The Monster Mash: She-Wolf of London


“Thy currish spirit governed by a wolf who hanged for human slaughter. Even from the gallows did his fell soul fleet, and whilst thou layest in thy unhallowed dam infused itself in thee; for thy desires are wolfish, bloody, starved and ravenous.”

I knew absolutely nothing about She-Wolf of London (1946) going into it, and that’s probably the best way to experience it for the first time. Its unfolding mystery is captivating and rewarding even if the ultimate plot and characters don’t have a lot going for them.


Phyllis reads up on lycanthropy.

Phyllis Allenby (June Lockhart) believes she is suffering from the Curse of the Allenbys, which speaks of people turning into werewolves, when people are found with their throats ripped out in the park. Rumor is starting to spread of a wolf-woman seen walking through the park at night. Phyllis fears the worst when she starts finding muddy shoes and bloody clothes every morning.

Her aunt Martha (Sara Haden) tries to convince her that it’s just a silly legend, but as Phyllis’s marriage to a barrister (Barry Lanfield played by Don Porter) approaches, Phyllis begins falling apart under the mental strain of possibly having killed a handful of people. An investigation led by Detective Latham (Lloyd Corrigan) may reveal the details of the killings.

I don’t want to say any more about the plot, because it’s a  fairly fascinating mystery. And I do want to stress mystery. She-Wolf of London has some unsettling moments, but it shoots for suspense and questions over nail-biting thrills.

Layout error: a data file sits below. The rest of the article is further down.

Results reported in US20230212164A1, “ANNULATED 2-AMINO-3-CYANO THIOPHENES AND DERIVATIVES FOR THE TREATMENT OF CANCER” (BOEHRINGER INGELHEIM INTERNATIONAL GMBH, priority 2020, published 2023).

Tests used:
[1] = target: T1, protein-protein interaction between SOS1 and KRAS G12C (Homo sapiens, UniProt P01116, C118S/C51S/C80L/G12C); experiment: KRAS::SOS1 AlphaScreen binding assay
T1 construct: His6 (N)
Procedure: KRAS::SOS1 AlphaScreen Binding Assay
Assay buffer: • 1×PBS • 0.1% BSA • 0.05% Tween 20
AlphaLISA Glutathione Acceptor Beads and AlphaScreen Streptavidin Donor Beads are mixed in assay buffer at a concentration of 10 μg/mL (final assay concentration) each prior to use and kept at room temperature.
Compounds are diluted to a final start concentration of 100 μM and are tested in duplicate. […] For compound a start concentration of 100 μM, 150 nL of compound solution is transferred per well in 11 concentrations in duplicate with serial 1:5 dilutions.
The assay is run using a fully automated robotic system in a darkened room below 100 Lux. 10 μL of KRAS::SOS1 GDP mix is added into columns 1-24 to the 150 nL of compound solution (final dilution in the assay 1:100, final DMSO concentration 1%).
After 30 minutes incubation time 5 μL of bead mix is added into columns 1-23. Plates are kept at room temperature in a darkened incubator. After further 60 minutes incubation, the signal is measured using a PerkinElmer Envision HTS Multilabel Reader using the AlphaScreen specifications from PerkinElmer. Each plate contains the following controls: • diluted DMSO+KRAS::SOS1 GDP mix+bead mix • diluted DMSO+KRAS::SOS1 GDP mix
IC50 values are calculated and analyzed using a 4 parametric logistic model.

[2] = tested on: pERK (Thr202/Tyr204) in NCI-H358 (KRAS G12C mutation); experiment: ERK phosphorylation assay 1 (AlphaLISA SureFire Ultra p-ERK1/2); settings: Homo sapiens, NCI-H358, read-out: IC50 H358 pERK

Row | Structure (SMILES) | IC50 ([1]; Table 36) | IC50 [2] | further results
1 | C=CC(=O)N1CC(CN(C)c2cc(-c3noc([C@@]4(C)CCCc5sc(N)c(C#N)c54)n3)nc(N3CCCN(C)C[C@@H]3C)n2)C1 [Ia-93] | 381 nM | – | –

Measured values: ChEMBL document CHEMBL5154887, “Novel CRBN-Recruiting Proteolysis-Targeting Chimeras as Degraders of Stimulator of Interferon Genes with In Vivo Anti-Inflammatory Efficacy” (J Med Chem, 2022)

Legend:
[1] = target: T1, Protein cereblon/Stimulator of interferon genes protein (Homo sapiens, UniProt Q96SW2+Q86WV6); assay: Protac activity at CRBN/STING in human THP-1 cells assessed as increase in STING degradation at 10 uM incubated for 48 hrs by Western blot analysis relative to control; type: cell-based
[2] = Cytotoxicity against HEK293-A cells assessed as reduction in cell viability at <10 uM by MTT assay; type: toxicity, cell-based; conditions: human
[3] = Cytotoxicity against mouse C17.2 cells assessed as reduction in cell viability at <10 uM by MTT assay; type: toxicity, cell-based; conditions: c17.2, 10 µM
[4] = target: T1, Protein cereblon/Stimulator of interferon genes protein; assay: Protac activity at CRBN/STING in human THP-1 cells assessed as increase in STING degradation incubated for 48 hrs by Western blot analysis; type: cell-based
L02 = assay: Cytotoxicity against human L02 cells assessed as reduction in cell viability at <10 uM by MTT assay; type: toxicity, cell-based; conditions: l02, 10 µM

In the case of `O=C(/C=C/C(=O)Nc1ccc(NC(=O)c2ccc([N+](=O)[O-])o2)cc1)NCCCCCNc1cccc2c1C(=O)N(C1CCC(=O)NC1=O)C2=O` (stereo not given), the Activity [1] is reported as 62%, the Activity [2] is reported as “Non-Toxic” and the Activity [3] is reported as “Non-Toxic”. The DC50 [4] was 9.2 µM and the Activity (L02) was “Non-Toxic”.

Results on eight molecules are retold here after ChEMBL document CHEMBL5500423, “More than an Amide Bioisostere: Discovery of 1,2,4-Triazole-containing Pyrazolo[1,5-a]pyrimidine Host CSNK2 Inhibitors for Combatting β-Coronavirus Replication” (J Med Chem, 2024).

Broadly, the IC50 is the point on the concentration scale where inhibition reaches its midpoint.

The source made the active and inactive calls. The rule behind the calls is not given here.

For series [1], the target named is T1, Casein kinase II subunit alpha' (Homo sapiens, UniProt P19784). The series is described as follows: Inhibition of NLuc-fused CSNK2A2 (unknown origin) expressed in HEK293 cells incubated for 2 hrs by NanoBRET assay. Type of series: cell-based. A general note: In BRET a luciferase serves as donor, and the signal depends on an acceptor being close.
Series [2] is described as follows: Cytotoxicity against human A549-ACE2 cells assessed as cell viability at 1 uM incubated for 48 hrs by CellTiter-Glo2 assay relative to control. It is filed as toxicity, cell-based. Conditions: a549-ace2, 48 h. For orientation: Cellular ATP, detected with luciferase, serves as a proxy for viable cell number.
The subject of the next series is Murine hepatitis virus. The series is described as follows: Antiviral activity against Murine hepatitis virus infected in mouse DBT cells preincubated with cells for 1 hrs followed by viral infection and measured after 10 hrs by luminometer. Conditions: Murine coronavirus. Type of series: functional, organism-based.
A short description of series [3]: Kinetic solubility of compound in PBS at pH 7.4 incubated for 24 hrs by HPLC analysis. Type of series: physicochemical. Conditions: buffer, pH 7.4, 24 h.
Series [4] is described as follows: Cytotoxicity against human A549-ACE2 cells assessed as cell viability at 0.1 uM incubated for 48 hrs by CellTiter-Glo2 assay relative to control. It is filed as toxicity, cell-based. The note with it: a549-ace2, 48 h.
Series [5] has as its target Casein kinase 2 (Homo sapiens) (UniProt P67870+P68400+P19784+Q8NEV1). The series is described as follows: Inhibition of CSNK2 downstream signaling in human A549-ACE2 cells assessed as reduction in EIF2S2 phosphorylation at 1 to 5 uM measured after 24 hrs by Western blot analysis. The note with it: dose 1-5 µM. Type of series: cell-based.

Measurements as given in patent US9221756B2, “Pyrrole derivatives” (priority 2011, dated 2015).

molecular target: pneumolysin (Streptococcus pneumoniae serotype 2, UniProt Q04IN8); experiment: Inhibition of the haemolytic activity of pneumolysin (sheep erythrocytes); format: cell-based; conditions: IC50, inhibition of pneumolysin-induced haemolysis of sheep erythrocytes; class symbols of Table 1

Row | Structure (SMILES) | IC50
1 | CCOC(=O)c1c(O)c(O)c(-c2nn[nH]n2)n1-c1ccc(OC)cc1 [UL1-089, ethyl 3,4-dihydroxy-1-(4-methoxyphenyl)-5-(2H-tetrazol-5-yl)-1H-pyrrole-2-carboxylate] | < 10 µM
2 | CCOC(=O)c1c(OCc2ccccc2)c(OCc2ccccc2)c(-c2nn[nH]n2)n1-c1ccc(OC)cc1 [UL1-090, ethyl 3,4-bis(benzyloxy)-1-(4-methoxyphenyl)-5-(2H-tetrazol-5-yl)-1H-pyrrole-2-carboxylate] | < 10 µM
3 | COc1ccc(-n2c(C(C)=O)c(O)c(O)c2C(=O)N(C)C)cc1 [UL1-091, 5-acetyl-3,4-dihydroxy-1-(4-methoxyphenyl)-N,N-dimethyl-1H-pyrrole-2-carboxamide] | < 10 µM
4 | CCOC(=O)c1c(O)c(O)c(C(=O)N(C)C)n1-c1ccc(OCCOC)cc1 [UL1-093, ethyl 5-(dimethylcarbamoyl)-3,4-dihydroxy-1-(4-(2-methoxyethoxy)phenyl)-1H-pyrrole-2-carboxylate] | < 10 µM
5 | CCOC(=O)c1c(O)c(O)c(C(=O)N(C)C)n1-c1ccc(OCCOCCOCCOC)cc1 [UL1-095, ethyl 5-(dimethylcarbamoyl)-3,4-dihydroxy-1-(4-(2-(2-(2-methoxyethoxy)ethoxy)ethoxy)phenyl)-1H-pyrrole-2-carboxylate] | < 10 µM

Phyllis doubts what’s she’s being doing at night when she finds dirty shoes in her room every morning. Her fiance is concerned, but, as her aunt tells him, she doesn’t want to see anyone.

That makes it unique among the films we’ve talked about this month, and it’s all the better for it. She-Wolf of London aims higher than what’s expected of a small B-Movie and looks to hit the suspense level and psychological intrigue of a Hitchcock production. I can’t say She-Wolf reaches quite that height in film making. There’s a real attempt, though, at making something different and special that isn’t just a mindless horror flick.

The what-ifs and Phyllis’s self-inflicted mental torture are slowly built up with a very deliberate pace. You think you’re watching a straightforward horror film, but you soon become as unsure as Phyllis as events unravel in sometimes unexpected ways. The atmosphere is grim, doubtful, and somewhat dreamlike, like you’re stuck in Phyllis’s nightmare.


Shots like this give the film an unsettling air.

The plot is very simple, unfortunately, and there’s greater potential for suspense and mystery building than is present here. More time developing characters and introducing clues would’ve greatly helped give this interesting – but sometimes too predictable – story more twists and turns.

Despite the oversimplification of the plot that now can’t quite support its hour run-time, the climax is great and nail-biting, the film having built up to it appropriately by that point. It ends too abruptly, but I was surprised by how unnerving the climax was.

I know I’m speaking in vague terms – I’m sorry about that. I just don’t want to give too much away. It’s worth discovering for yourself. Don’t expect anything too grand and mind-blowing. This isn’t that good, but it’s certainly a pleasant surprise worth checking out.

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